Bulls GM Marc Eversley is another name under consideration, Joe Cowley of the Chicago Sun-Times tweets.

We have more from the Southeast Division:

  • The Heat have won four of their last six games, following a seven-game losing streak. A team meeting in late January helped to turn their fortunes, Barry Jackson of the Miami Herald writes. Numerous players spoke up, as well as coach Erik Spoelstra. “I don’t think it’s a coincidence,” Heat swingman Duncan Robinson said of the team’s improved play. “If there’s anything I’ve learned during my time in the NBA, it’s that a big part of playing well is not necessarily about Xs and Os, but putting your own whatever sort of things you’re going through aside and just giving into the team. I don’t think it’s a coincidence.”
  • The Hawks’ top two centers are banged up heading into the All-Star break, according to a team press release. Clint Capela is showing progress in his rehab from a left adductor strain but he’ll be listed as out for Wednesday’s game at Charlotte. He’s expected to return to practice following the All-Star break. Onyeka Okongwu left Monday’s game against Chicago late in the fourth quarter with a left big toe injury. Okongwu underwent an MRI on Tuesday and has been diagnosed with a left big toe sprain. He’ll be re-evaluated in seven-to-10 days.
  • In case you missed it, there’s an update on Miles Bridges‘ latest legal situation.

Fischer’s Latest: Pelicans, Stewart, Hawks, Olynyk, Drummond, Lakers, Nets

The Pelicans are searching for a rim protector, but they’ve had to cross at least two names off their wish list, reports Jake Fischer of Yahoo Sports. Sources tell Fischer that New Orleans was hoping to acquire Jarrett Allen, but the Cavaliers aren’t willing to include him in trade talks. The team also targeted Wendell Carter, but Fischer’s sources say the Magic refuse to make him available.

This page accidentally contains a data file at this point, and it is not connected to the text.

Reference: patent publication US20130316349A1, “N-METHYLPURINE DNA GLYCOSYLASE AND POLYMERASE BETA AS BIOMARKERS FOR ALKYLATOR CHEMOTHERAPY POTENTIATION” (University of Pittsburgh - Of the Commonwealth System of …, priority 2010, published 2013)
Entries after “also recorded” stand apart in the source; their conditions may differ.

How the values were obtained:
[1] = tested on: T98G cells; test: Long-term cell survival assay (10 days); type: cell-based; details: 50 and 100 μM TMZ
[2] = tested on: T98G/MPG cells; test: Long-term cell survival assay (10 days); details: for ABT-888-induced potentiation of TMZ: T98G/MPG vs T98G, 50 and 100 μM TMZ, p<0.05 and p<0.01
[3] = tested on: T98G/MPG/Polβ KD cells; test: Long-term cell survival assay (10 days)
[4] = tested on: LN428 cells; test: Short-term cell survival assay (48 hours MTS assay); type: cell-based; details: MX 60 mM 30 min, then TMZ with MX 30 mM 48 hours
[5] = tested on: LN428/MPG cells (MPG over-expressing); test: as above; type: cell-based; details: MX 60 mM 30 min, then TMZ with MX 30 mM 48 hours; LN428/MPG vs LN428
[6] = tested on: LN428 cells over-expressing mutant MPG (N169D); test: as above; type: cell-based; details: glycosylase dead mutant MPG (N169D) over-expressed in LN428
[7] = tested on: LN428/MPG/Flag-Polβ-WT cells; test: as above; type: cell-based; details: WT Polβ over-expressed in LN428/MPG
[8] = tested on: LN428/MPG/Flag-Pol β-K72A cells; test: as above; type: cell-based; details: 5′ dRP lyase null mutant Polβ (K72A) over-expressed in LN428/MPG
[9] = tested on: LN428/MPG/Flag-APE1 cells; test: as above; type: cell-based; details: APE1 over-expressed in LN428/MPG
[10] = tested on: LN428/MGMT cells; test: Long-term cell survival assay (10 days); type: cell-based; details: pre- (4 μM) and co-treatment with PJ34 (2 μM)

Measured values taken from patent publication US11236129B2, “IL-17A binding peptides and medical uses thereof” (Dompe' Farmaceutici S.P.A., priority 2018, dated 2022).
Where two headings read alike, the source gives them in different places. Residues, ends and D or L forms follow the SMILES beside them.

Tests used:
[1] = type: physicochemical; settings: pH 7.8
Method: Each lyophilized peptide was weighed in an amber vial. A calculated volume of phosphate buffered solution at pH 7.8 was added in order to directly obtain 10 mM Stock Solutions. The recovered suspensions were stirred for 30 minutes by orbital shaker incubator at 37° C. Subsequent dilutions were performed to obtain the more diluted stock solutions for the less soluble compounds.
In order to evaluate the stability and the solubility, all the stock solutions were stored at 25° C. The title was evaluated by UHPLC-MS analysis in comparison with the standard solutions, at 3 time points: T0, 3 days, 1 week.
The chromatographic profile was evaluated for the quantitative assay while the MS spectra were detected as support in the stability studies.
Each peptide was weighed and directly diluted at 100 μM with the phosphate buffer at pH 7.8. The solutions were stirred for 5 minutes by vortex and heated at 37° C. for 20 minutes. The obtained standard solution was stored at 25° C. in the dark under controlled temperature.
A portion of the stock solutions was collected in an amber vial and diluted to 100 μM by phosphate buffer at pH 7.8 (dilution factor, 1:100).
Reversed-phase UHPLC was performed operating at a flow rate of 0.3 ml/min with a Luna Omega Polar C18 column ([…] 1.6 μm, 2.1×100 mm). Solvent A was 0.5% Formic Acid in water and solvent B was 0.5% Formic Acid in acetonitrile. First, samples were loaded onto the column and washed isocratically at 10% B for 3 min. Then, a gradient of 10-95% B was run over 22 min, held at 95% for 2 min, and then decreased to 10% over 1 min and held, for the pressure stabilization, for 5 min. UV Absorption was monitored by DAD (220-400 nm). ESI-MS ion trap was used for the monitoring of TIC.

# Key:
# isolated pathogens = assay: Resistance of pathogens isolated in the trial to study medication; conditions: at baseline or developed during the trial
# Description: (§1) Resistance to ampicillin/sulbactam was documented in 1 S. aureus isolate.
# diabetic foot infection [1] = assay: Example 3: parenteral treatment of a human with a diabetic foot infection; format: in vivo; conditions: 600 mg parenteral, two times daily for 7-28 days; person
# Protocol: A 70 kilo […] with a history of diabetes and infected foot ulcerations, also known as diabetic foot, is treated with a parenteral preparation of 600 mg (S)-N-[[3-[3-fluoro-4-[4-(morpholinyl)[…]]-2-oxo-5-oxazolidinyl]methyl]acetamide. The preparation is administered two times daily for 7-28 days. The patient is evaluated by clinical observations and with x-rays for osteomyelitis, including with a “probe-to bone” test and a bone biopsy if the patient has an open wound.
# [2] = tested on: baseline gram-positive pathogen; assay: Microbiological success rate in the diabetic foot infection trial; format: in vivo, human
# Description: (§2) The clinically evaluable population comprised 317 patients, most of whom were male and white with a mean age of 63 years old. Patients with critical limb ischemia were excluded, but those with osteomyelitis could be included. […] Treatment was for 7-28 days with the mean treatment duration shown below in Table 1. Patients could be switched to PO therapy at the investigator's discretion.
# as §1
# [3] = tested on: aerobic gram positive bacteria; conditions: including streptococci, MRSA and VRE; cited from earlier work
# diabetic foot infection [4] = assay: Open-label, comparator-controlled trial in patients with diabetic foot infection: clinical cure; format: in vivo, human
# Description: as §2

Fischer cites Pistons big man Isaiah Stewart as a potential alternative for the Pelicans. Detroit agreed to two deals today and may be willing to consider moving Stewart as the team reshapes its roster. Hawks centers Onyeka Okongwu and Clint Capela could also be possibilities, according to Fischer.

Fischer hears that the Pelicans and Hawks were involved in “tangible trade talks” this week involving both centers, along with guard Dejounte Murray, who’s considered one of the top names on this year’s trade market. However, sources tell Fischer that the teams haven’t been able to make any progress toward a deal.

Fischer offers more inside information on the eve of the deadline:

  • Jazz center Kelly Olynyk could be on the way to Toronto, but there are plenty of teams interested in acquiring him, whether it’s from Utah or the Raptors, according to Fischer’s sources. Fischer names the Sixers, Heat and Warriors as teams that have shown interest in Olynyk, adding that the Celtics were also on that list before today’s trade for Xavier Tillman.
  • The Tillman deal removes one suitor for Bulls center Andre Drummond, Fischer adds. The Sixers remain interested in Drummond as a short-term starter while Joel Embiid is injured, according to Fischer, who also lists the Mavericks and Suns as potential landing spots. Fischer’s sources say the Rockets and Lakers also had interest in the veteran center, but they’re considered less likely alternatives. Chicago is hoping for multiple second-round picks in exchange for Drummond, with Fischer noting that it seems like a reasonable price considering that’s what the Celtics gave Memphis for Tillman. Fischer also cautions that the Bulls are hoping to advance through the play-in tournament, so Drummond isn’t certain to be dealt.
  • The Lakers like several Brooklyn players, including Dorian Finney-Smith, Spencer Dinwiddie and Royce O’Neale, Fischer adds. He also points out that the Nets have Lonnie Walker, who was popular with L.A. fans in last year’s playoffs and has attracted interest from several contenders.

Clint Capela Strains Adductor, Will Be Reassessed In 7-10 Days

Veteran Hawks starting center Clint Capela has sustained a left adductor strain, per an Atlanta press statement. The club indicates that its medical staff is set to reevaluate Capela’s health in seven-to-10 days.

Across 47 contests thus far this season, the 6’10” big man is averaging 11.5 PPG on 57.5% shooting from the field. He’s also logging 10.6 RPG, 1.5 BPG and 1.0 APG.

Capela is among a handful of well-compensated Hawks vets potentially being shopped for the squad by this Thursday’s trade deadline. He could theoretically provide significant value to a true contender’s front line, as a solid two-way, rim-rolling five.

At 22-27, Atlanta is currently the No. 10 seed in the Eastern Conference, and is fighting for its play-in life.

Reserve Onyeka Okongwu seems likely to step in for Capela as the Hawks’ starting center while the 29-year-old recuperates.